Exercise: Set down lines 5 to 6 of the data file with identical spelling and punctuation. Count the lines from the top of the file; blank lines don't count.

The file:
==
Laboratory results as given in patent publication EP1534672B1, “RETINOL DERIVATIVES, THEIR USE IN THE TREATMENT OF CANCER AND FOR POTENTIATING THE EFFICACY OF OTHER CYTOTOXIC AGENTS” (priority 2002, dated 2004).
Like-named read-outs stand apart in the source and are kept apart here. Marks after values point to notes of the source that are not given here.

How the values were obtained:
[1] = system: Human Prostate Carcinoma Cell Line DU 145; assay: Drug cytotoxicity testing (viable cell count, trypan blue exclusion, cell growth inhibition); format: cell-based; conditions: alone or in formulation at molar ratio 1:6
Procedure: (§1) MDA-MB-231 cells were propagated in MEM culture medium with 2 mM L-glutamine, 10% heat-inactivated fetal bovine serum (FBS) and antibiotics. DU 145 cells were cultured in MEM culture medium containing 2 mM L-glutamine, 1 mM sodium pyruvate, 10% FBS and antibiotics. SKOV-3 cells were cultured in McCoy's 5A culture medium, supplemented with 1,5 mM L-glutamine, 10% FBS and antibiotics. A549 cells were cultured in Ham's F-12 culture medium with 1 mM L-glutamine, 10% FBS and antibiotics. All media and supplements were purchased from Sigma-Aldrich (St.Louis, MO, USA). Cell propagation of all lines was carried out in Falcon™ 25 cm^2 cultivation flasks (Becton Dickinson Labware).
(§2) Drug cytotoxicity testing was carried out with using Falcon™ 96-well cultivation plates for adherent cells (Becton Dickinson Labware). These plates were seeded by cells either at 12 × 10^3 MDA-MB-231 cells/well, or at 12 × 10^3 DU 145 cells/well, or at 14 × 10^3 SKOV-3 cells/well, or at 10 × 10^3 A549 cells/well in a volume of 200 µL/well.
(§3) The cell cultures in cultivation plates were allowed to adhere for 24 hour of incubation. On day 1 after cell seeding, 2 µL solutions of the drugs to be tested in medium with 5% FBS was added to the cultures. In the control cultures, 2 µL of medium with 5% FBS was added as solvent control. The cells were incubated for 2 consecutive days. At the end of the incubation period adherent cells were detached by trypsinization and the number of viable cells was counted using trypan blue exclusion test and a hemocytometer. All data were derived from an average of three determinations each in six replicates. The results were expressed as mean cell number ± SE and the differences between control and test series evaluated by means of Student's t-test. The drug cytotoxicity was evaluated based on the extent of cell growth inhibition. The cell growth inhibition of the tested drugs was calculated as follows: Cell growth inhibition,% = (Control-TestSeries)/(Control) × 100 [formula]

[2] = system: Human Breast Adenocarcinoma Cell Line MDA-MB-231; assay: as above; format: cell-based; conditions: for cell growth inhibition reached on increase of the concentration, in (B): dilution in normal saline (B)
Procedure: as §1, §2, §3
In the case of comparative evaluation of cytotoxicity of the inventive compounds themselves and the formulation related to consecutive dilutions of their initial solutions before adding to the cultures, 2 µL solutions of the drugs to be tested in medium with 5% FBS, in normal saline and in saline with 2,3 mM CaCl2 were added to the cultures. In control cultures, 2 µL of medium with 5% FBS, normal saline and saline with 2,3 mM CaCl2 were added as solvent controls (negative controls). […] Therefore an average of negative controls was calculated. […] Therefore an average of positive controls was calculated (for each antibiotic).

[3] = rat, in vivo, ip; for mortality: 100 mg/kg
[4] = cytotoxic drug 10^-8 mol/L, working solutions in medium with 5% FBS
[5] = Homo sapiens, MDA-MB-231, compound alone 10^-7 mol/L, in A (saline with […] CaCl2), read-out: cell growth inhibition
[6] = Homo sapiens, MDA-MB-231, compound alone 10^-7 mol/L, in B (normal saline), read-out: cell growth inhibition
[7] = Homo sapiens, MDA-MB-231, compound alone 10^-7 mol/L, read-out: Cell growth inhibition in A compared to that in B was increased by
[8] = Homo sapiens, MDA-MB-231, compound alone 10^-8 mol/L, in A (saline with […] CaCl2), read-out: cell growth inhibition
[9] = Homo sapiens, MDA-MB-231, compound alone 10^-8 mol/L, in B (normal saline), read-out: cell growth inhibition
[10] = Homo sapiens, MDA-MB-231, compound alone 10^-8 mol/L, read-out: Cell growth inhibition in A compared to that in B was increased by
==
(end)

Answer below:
Procedure: (§1) MDA-MB-231 cells were propagated in MEM culture medium with 2 mM L-glutamine, 10% heat-inactivated fetal bovine serum (FBS) and antibiotics. DU 145 cells were cultured in MEM culture medium containing 2 mM L-glutamine, 1 mM sodium pyruvate, 10% FBS and antibiotics. SKOV-3 cells were cultured in McCoy's 5A culture medium, supplemented with 1,5 mM L-glutamine, 10% FBS and antibiotics. A549 cells were cultured in Ham's F-12 culture medium with 1 mM L-glutamine, 10% FBS and antibiotics. All media and supplements were purchased from Sigma-Aldrich (St.Louis, MO, USA). Cell propagation of all lines was carried out in Falcon™ 25 cm^2 cultivation flasks (Becton Dickinson Labware).
(§2) Drug cytotoxicity testing was carried out with using Falcon™ 96-well cultivation plates for adherent cells (Becton Dickinson Labware). These plates were seeded by cells either at 12 × 10^3 MDA-MB-231 cells/well, or at 12 × 10^3 DU 145 cells/well, or at 14 × 10^3 SKOV-3 cells/well, or at 10 × 10^3 A549 cells/well in a volume of 200 µL/well.